Richard Jochum is a conceptual artist working in a broad variety of media with a strong focus on video, interactive installation, performance, and photography. He is a studio member at the Elizabeth Foundation for the Arts and an associate professor of art and art education at Teachers College, Columbia University. He has worked in various media since the late 1990s and has had more than 130 international exhibitions and screenings. Richard received his PhD from the University of Vienna (1997) and an MFA in sculpture and media art from the University of Applied Arts in Vienna (2001). Richard’s art practice is accompanied by publications and research in the field of cultural theory, new media, and contemporary art and he has been awarded several grants and prizes. One of his latest large scale art installations has been a 30,000 square feet collaborative video mapping project onto the Manhattan Bridge.
Jaymes is the Tech Integrator and Fab Lab Administrator at the Marymount School of New York. Previously, Jaymes was the Program Manager at GreenFab, a program for students from the South Bronx that taught STEM skills through classes on sustainable design and green technologies. A piece of Dec history trivia, he also co-started a successful scavenger hunt company, cityHUNT. A graduate of the Interactive Telecommunications Program (ITP) at NYU, Jaymes has taught makers of all grade levels between kindergarten and graduate school.
Marisa Moran Jahn is an artist, educator, and the founder of Studio REV-, a public art + creative media non-profit organization whose key projects include El Bibliobandido(a masked, story-eating bandit), Video Slink Uganda(experimental films slipped or “slinked” onto pirated dvds that circulate in Uganda’s bootleg cinemas), several books about art and politics, and the CareForce, a public art project, film, + mobile studios (the NannyVan and CareForce One) amplifying the voices of America’s fastest growing workforce — caregivers. A graduate of MIT, she has taught in k-12 classrooms and environments with a focus on literacy, art, and working with historically under-resourced communities. She currently teaches at MIT, Teachers College at Columbia University, and The New School.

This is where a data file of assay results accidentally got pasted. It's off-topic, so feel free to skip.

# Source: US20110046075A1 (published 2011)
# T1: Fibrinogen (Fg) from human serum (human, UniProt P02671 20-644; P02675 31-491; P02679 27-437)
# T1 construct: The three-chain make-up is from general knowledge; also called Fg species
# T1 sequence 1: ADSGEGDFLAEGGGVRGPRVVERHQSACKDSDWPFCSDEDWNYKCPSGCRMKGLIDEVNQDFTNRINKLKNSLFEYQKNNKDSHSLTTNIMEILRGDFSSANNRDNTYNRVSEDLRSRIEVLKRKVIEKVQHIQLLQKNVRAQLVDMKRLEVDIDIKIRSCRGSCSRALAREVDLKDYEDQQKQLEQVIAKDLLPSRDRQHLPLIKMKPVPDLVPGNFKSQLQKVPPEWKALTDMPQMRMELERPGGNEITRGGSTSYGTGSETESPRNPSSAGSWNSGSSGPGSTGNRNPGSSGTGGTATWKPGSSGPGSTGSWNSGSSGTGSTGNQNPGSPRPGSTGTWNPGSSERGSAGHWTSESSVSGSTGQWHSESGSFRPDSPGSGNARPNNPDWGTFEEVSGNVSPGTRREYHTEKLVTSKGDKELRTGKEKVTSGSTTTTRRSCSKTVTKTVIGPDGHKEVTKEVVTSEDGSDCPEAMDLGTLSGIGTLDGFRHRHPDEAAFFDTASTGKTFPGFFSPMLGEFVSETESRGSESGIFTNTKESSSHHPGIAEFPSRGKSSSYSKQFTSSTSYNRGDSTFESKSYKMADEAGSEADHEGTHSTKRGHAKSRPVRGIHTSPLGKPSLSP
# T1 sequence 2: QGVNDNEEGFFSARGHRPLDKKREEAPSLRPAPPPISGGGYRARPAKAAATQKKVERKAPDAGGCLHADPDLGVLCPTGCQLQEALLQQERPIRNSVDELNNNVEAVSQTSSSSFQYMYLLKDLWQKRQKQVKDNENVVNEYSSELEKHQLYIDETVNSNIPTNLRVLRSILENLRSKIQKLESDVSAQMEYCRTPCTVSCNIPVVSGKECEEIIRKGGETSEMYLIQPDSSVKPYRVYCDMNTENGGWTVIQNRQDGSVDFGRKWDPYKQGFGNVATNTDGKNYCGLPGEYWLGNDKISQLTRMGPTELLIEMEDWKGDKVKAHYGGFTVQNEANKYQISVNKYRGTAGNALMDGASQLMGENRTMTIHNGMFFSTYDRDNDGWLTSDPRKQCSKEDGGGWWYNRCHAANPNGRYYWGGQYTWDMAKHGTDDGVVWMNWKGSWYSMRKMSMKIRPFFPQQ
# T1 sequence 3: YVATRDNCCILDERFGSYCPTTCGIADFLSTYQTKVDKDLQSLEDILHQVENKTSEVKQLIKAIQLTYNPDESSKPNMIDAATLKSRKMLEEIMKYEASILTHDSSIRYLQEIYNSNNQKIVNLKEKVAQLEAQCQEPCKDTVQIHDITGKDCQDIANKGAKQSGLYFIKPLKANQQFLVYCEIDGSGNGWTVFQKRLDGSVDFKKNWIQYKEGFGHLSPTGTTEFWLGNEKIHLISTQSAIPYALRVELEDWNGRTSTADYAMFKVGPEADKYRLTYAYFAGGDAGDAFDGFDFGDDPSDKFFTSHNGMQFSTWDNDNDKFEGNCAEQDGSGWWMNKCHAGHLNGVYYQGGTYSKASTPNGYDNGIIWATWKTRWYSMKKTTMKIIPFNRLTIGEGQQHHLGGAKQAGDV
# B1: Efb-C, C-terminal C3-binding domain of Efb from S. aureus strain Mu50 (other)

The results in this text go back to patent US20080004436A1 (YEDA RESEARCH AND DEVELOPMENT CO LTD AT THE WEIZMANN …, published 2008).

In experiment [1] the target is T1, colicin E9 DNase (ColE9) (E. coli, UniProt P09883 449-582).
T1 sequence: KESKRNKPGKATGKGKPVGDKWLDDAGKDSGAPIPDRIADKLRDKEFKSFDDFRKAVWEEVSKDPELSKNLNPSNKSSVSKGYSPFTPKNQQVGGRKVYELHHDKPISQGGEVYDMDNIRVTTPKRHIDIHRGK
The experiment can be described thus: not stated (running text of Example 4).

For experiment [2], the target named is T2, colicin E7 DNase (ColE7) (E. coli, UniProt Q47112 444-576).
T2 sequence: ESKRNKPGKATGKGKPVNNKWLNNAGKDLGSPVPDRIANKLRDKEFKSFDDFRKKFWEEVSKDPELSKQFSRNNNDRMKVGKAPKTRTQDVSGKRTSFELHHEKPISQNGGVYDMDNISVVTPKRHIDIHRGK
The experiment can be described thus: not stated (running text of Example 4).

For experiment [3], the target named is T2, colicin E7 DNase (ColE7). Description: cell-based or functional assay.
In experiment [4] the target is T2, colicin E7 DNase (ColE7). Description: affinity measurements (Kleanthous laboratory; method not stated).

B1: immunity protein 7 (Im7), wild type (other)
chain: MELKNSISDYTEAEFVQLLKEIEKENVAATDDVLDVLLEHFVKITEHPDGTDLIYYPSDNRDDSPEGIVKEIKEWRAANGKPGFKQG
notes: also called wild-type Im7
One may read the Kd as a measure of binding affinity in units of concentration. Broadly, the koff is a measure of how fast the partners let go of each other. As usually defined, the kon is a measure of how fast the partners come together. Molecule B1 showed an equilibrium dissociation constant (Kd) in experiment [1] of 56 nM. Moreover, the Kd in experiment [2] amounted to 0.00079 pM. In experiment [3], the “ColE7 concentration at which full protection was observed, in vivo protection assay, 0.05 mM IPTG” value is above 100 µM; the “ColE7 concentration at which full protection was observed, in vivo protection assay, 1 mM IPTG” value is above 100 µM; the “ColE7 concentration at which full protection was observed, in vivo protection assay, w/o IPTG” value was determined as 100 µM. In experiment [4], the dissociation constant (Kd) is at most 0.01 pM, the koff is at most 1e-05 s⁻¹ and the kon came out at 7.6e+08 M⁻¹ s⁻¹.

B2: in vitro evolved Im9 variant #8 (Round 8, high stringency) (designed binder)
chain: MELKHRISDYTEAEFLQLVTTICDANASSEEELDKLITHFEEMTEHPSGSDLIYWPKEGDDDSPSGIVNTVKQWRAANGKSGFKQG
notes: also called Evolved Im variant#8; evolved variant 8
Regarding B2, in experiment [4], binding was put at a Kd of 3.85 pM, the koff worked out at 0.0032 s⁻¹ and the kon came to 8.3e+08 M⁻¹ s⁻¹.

Erin Riley is the Mr. and Mrs. Alexander Jackson Director of the Engineering and Design Lab at Greenwich Academy, a preK-12 independent school for girls. Working in a hands-on studio/lab environment for 18 years and teaching in a variety of schools, has allowed Erin to mentor other educators from a diversity of experiences and perspectives. Erin has developed a language for working with teachers in both STEM and the humanities to craft personal and uniquely integrated projects that meet both classroom learning objectives and school-wide curricular threads for engineering and design. Erin is among the first cohort of Senior FabLearn Fellows at Stanford University where she writes on the topic of maker education, curriculum design, and the intersection of art, design and engineering. She holds an MFA from Maryland Institute College of Art.
Zhenzhen Qi is an art educator and computational artist. She is a doctorate candidate at Columbia University, studying and practicing new media art education. Zhenzhen is an adjunct professor at Baruch College, teaching New Media Art since 2015. She is interested in using New Media Art Creation and Pedagogy to explore new modes for learning, expressing, and relating to one another and the environment that surrounds us.
Avery has spent over 6 years working in the movie prop industry as a graphic designer and painter. Her work has been featured in such shows as The Blacklist, Luke Cage, 30 Rock, Unbreakable Kimmy Schmidt, and The Following. Her work can also be seen in various films and commercials. Avery works frequently with laser engravers, vinyl cutters and UV printers to create commercial looking props and unique effects. She loves teaching others how to work with these revolutionary machines and programs and she hopes by the end her students will love working with them too!
Trisha Barton has researched the role of stress, and other psychological phenomenons, where art and education meet. She is passionate about the affordances of hands on experiences toward understanding, transferring, and integrating multiple subjects. Recently, she has been researching art based learning and assessment in the classroom. In the past, Trisha has used her knowledge of maker labs and art to facilitate workshops for adolescents to develop programs that revolve around making, creative technologies, and the relationship between inquiry based projects and career development. She also practiced her passion and skills at the Noble Truth Project, Inc. when she was the fine arts and technology co-director where she worked with young men hoping to inspire and foster scholarly inquiry who had entered the Atlanta Juvenile Court system.